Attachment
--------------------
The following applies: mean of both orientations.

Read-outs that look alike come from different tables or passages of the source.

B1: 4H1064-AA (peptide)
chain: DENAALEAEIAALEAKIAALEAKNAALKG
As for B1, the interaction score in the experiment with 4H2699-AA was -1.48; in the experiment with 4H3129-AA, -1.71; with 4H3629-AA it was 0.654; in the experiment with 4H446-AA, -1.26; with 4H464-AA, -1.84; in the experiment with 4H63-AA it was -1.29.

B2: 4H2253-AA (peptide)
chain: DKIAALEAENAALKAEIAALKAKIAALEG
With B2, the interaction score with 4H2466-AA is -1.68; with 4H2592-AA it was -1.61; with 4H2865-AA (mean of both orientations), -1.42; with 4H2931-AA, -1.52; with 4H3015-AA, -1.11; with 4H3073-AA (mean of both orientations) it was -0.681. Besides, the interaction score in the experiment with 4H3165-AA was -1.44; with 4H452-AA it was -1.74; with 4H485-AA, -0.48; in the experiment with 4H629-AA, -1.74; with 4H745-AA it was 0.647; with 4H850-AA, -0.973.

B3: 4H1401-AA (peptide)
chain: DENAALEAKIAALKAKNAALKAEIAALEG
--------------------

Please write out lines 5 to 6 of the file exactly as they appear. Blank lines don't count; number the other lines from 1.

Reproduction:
As for B1, the interaction score in the experiment with 4H2699-AA was -1.48; in the experiment with 4H3129-AA, -1.71; with 4H3629-AA it was 0.654; in the experiment with 4H446-AA, -1.26; with 4H464-AA, -1.84; in the experiment with 4H63-AA it was -1.29.

B2: 4H2253-AA (peptide)